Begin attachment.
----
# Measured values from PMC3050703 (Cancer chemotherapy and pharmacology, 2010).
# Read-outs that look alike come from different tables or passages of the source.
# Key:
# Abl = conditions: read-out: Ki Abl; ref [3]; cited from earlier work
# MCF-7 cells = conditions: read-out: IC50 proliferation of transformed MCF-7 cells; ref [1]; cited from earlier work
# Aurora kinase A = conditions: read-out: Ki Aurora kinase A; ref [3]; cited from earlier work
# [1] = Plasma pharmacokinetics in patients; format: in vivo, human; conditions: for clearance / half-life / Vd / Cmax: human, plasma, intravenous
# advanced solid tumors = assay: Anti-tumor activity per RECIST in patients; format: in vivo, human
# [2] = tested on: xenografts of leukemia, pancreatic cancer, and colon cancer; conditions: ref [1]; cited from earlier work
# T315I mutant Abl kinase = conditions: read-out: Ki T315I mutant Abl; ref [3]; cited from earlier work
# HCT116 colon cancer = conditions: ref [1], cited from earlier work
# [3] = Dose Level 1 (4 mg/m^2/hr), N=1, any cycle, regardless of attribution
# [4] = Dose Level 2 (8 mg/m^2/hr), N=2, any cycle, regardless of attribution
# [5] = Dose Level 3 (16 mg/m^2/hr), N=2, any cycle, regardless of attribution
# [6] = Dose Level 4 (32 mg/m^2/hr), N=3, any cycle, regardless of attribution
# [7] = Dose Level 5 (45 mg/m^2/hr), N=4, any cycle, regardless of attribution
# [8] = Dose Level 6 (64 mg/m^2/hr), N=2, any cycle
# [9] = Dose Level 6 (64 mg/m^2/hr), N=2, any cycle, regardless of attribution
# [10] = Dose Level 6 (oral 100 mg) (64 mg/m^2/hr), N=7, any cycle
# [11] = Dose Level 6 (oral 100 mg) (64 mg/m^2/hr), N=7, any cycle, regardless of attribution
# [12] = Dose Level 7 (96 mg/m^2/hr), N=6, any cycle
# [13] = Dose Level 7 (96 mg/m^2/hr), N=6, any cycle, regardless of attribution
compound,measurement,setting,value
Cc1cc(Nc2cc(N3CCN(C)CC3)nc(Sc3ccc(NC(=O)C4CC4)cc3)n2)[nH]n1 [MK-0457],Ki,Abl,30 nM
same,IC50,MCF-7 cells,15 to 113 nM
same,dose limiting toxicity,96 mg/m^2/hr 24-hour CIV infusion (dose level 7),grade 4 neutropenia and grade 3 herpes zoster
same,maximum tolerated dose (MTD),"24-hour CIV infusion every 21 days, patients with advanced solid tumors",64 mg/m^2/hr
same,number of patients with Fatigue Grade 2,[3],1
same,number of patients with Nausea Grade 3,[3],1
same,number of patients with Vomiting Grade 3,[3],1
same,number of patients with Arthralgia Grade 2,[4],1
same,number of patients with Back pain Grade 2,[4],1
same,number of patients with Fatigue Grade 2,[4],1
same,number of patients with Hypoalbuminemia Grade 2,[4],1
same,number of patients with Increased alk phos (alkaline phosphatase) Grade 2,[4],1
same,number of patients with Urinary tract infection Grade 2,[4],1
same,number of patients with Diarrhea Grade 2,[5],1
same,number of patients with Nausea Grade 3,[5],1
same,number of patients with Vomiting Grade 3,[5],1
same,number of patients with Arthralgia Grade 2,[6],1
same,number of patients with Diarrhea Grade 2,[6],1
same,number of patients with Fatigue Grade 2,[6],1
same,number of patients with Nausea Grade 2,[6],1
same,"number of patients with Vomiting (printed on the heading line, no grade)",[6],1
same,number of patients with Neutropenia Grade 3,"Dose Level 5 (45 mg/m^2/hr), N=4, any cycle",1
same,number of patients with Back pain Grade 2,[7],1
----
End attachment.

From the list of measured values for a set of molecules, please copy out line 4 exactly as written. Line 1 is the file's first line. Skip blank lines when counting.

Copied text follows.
# Abl = conditions: read-out: Ki Abl; ref [3]; cited from earlier work